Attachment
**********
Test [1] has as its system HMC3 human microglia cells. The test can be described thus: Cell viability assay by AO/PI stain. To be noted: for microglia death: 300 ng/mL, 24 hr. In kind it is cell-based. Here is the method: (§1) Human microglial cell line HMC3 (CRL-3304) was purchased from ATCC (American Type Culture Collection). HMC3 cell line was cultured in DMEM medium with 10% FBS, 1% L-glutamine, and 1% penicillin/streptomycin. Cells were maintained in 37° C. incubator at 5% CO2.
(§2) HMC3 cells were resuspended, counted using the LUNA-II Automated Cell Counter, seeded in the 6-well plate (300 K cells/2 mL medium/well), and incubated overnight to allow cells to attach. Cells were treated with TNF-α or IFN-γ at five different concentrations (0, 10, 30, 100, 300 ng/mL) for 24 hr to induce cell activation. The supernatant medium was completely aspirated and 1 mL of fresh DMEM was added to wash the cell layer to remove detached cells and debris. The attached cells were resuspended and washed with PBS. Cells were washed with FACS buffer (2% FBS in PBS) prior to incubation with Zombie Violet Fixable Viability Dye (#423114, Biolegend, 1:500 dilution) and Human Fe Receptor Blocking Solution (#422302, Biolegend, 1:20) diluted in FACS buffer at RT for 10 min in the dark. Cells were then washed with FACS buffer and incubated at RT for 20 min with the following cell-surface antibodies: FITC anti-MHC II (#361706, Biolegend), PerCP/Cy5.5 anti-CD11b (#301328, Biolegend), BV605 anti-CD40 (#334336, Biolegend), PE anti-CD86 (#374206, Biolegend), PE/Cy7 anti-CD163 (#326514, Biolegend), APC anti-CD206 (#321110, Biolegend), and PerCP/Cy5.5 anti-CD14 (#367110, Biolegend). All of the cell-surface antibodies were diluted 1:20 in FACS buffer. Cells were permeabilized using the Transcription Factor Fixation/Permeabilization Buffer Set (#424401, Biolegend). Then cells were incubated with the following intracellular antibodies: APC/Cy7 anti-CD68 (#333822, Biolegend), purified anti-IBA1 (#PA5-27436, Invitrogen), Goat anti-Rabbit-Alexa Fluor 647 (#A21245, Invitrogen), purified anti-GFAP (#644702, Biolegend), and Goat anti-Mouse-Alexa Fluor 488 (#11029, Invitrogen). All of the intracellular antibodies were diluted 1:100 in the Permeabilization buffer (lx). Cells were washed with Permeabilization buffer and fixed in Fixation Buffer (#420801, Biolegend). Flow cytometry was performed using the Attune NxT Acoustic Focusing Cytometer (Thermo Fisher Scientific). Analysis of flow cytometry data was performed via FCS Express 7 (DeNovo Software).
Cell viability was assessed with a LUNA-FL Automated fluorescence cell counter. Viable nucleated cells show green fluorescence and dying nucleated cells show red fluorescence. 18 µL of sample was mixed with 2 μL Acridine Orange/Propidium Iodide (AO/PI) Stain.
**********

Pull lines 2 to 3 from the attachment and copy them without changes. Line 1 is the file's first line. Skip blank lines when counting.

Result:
(§2) HMC3 cells were resuspended, counted using the LUNA-II Automated Cell Counter, seeded in the 6-well plate (300 K cells/2 mL medium/well), and incubated overnight to allow cells to attach. Cells were treated with TNF-α or IFN-γ at five different concentrations (0, 10, 30, 100, 300 ng/mL) for 24 hr to induce cell activation. The supernatant medium was completely aspirated and 1 mL of fresh DMEM was added to wash the cell layer to remove detached cells and debris. The attached cells were resuspended and washed with PBS. Cells were washed with FACS buffer (2% FBS in PBS) prior to incubation with Zombie Violet Fixable Viability Dye (#423114, Biolegend, 1:500 dilution) and Human Fe Receptor Blocking Solution (#422302, Biolegend, 1:20) diluted in FACS buffer at RT for 10 min in the dark. Cells were then washed with FACS buffer and incubated at RT for 20 min with the following cell-surface antibodies: FITC anti-MHC II (#361706, Biolegend), PerCP/Cy5.5 anti-CD11b (#301328, Biolegend), BV605 anti-CD40 (#334336, Biolegend), PE anti-CD86 (#374206, Biolegend), PE/Cy7 anti-CD163 (#326514, Biolegend), APC anti-CD206 (#321110, Biolegend), and PerCP/Cy5.5 anti-CD14 (#367110, Biolegend). All of the cell-surface antibodies were diluted 1:20 in FACS buffer. Cells were permeabilized using the Transcription Factor Fixation/Permeabilization Buffer Set (#424401, Biolegend). Then cells were incubated with the following intracellular antibodies: APC/Cy7 anti-CD68 (#333822, Biolegend), purified anti-IBA1 (#PA5-27436, Invitrogen), Goat anti-Rabbit-Alexa Fluor 647 (#A21245, Invitrogen), purified anti-GFAP (#644702, Biolegend), and Goat anti-Mouse-Alexa Fluor 488 (#11029, Invitrogen). All of the intracellular antibodies were diluted 1:100 in the Permeabilization buffer (lx). Cells were washed with Permeabilization buffer and fixed in Fixation Buffer (#420801, Biolegend). Flow cytometry was performed using the Attune NxT Acoustic Focusing Cytometer (Thermo Fisher Scientific). Analysis of flow cytometry data was performed via FCS Express 7 (DeNovo Software).
Cell viability was assessed with a LUNA-FL Automated fluorescence cell counter. Viable nucleated cells show green fluorescence and dying nucleated cells show red fluorescence. 18 µL of sample was mixed with 2 μL Acridine Orange/Propidium Iodide (AO/PI) Stain.